in other unnamed national papers. Advertising in two prominent national newspapers, as defendants suggest, may be found to be the best method of informing the putative class members of the potential radiation dangers. Based on the evidence of the advertising costs submitted by defendants, this court agrees with defendants that their cost to satisfy the injunctive relief requested could exceed $ 50,000. The individual cost to comply with the injunctive relief, however, could be minimal to each class member since the class would probably exceed 100,000 members.
Defendants rely on McCarty v Amoco Pipeline Co.'s "either viewpoint" rule to argue that this court has subject matter jurisdiction because the cost to defendants would exceed $ 50,000. 595 F.2d 389, 393-95 (7th Cir 1979). In McCarty, the defendant removed a state action under diversity of citizenship. Although the benefit to the plaintiff of the injunctive relief in question did not satisfy the requisite amount in controversy, the Court of Appeals for the Seventh Circuit held that a defendant could satisfy the jurisdictional amount in controversy by showing that either the plaintiff's benefit from the injunctive relief or the defendant's cost of complying with the injunctive relief satisfied the amount.
McCarty, however, did not involve a class action, and courts have not applied the "either viewpoint" rule to class actions as defendants request. Defendants argue that "treating class actions as an exception to the "either viewpoint" rule would run afoul of the very policy considerations which compelled the Seventh Circuit to adopt the test in the first place."
With regard to injunctive relief in class actions, this court agrees with the Court of Appeals for the Ninth Circuit that the "'total detriment' is basically the same as aggregation." Snow v Ford Motor Co., 561 F.2d 787, 790 (9th Cir 1977). What defendants seek here is to use the "either viewpoint" rule to aggregate the cost of the injunctive relief in order to satisfy the amount in controversy. That result would "run afoul" of the Supreme Court's rulings that parties cannot aggregate their claims to satisfy the amount in controversy. See Zahn v International Paper Co., 414 U.S. 291, 301, 38 L. Ed. 2d 511, 94 S. Ct. 505 (1973); Snyder v Harris, 394 U.S. 332, 335, 22 L. Ed. 2d 319, 89 S. Ct. 1053 (1969).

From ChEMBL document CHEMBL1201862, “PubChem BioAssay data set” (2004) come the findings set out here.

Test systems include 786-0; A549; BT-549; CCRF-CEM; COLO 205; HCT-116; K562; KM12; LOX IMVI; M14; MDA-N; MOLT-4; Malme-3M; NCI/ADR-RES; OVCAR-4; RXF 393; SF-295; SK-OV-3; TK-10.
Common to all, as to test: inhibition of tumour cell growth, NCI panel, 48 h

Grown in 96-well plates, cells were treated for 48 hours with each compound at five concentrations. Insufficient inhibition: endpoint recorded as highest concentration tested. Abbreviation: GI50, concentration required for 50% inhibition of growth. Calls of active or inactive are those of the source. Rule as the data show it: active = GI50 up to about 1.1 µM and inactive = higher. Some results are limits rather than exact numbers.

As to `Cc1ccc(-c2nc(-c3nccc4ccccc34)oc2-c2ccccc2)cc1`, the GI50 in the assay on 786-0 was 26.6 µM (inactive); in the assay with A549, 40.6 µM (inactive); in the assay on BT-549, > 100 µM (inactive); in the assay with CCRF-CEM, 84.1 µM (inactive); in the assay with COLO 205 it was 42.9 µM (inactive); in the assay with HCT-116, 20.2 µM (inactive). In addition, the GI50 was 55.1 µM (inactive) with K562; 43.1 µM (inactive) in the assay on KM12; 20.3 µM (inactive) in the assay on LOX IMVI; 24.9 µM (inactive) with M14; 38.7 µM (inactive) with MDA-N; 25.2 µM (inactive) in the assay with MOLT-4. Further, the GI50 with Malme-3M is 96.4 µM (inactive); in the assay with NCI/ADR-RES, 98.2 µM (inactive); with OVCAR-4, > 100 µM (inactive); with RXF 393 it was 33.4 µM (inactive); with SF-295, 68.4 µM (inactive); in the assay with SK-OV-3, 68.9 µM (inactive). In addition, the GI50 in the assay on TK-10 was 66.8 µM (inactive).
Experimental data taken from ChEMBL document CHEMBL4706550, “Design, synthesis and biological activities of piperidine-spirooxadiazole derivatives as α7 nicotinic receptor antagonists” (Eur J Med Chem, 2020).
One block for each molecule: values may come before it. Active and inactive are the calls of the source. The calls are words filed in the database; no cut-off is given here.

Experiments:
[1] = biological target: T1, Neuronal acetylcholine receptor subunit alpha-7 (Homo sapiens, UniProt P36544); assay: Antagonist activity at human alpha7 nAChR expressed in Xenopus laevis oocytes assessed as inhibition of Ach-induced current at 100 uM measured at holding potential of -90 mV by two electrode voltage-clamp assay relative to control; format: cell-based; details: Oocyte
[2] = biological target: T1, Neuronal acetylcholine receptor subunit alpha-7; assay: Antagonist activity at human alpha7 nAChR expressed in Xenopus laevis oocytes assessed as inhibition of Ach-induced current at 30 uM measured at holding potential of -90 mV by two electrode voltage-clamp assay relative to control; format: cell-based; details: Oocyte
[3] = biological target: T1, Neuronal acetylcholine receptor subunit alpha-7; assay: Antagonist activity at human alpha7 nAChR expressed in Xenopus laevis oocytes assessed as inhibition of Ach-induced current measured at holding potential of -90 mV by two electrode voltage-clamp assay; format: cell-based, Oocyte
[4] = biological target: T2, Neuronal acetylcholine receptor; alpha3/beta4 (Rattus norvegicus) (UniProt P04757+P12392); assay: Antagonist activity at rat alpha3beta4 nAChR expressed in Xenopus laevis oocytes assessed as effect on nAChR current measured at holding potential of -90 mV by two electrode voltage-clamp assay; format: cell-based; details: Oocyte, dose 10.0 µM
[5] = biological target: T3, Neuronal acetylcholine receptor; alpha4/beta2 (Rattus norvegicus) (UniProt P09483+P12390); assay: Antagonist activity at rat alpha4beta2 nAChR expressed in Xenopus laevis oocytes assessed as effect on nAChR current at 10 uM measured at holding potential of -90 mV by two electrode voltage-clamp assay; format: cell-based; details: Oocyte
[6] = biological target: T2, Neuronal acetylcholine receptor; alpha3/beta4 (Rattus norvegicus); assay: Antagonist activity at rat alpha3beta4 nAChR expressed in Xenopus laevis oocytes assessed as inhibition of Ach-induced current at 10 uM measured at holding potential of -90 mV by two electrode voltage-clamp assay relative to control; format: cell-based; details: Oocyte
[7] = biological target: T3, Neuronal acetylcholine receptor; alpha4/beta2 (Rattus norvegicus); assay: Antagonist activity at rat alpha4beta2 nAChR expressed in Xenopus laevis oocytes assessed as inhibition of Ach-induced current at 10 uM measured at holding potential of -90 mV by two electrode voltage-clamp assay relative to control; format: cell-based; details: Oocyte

The court next addresses the argument that plaintiffs have a common and undivided interest in the relief they request. As the Supreme Court stated in Snyder, parties can aggregate claims in "cases in which two or more plaintiffs unite to enforce a single title or right in which they have a common and undivided interest." The Court, however, never defined "common and undivided interest." As a result, the phrase "common and undivided interest" remains amorphous, with different courts reaching different conclusions when confronting similar issues.
Suits seeking injunctive relief usually present common questions of law or fact. Establishing that common questions exist, as required to satisfy Rule 23(a)(2), however, does not necessarily establish the class members having a common and undivided interest. To establish a common and undivided interest, the moving party must show that the plaintiffs' claims "derive from rights which they hold in group status." Potrero Hill Community Action Committee v Housing Authority of San Francisco, 410 F.2d 974, 978 (9th Cir 1969). In other words, a class has a common and undivided interest "where only the class as a whole is entitled to the relief requested." Poindexter v National Mortgage Corp., 1991 U.S. Dist. LEXIS 19643 at *5 (ND Ill Dec 23, 1991). A court "must look to the underlying causes of action giving rise to a judgment in order to determine whether the plaintiffs' claims can be aggregated to satisfy the jurisdictional amount." Griffith v Sealtite Corp, 903 F.2d 495, 498 (7th Cir 1990).
If the parties claim individual injuries from the underlying causes of action, the claims are separate and distinct and aggregation is not allowed. In this case, only the class, and not individual class members, could request the injunctive relief. See In re Ford Motor Co. Bronco II Liability Litigation, 1996 U.S. Dist. LEXIS 6769 at *21 (ED La May 16, 1996); Earnest v General Motors Corp., 923 F. Supp. 1469, 1472-73 (ND Ala 1996). This court therefore finds that putative class members have a common and undivided interest in the injunctive relief requested.
Having established that plaintiffs have a common and undivided interest in the injunctive relief requested, this court again looks to the "either viewpoint" rule for subject matter jurisdiction. Because the defendants' cost of complying with the requested injunctive relief satisfies the amount in controversy, this court has subject matter jurisdiction over the case. Plaintiffs' motion to remand is denied.
ORDERED: Plaintiffs Carmel Loizon's and Patrick Loizon's motion to remand is denied.
GEORGE W. LINDBERG
DATED: DEC 18 1996